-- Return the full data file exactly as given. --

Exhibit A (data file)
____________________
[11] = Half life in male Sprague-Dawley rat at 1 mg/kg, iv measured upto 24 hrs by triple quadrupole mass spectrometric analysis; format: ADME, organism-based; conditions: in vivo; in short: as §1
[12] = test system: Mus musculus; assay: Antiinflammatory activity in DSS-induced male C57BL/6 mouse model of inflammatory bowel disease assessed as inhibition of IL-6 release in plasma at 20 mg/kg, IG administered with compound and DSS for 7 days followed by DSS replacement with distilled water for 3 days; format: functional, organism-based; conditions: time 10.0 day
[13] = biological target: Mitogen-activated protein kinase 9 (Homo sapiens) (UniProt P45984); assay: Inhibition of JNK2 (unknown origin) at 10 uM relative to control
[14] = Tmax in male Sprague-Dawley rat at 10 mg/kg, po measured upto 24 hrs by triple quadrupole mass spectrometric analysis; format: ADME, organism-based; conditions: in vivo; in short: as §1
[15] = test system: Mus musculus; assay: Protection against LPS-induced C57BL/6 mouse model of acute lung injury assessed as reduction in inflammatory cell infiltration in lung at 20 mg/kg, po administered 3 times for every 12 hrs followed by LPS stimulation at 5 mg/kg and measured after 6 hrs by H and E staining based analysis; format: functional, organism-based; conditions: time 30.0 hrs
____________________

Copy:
[11] = Half life in male Sprague-Dawley rat at 1 mg/kg, iv measured upto 24 hrs by triple quadrupole mass spectrometric analysis; format: ADME, organism-based; conditions: in vivo; in short: as §1
[12] = test system: Mus musculus; assay: Antiinflammatory activity in DSS-induced male C57BL/6 mouse model of inflammatory bowel disease assessed as inhibition of IL-6 release in plasma at 20 mg/kg, IG administered with compound and DSS for 7 days followed by DSS replacement with distilled water for 3 days; format: functional, organism-based; conditions: time 10.0 day
[13] = biological target: Mitogen-activated protein kinase 9 (Homo sapiens) (UniProt P45984); assay: Inhibition of JNK2 (unknown origin) at 10 uM relative to control
[14] = Tmax in male Sprague-Dawley rat at 10 mg/kg, po measured upto 24 hrs by triple quadrupole mass spectrometric analysis; format: ADME, organism-based; conditions: in vivo; in short: as §1
[15] = test system: Mus musculus; assay: Protection against LPS-induced C57BL/6 mouse model of acute lung injury assessed as reduction in inflammatory cell infiltration in lung at 20 mg/kg, po administered 3 times for every 12 hrs followed by LPS stimulation at 5 mg/kg and measured after 6 hrs by H and E staining based analysis; format: functional, organism-based; conditions: time 30.0 hrs